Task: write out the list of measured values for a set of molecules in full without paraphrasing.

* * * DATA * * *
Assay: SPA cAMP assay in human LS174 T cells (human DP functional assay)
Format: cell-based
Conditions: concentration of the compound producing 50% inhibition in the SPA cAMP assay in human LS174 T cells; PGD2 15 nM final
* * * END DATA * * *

Assay: SPA cAMP assay in human LS174 T cells (human DP functional assay)
Format: cell-based
Conditions: concentration of the compound producing 50% inhibition in the SPA cAMP assay in human LS174 T cells; PGD2 15 nM final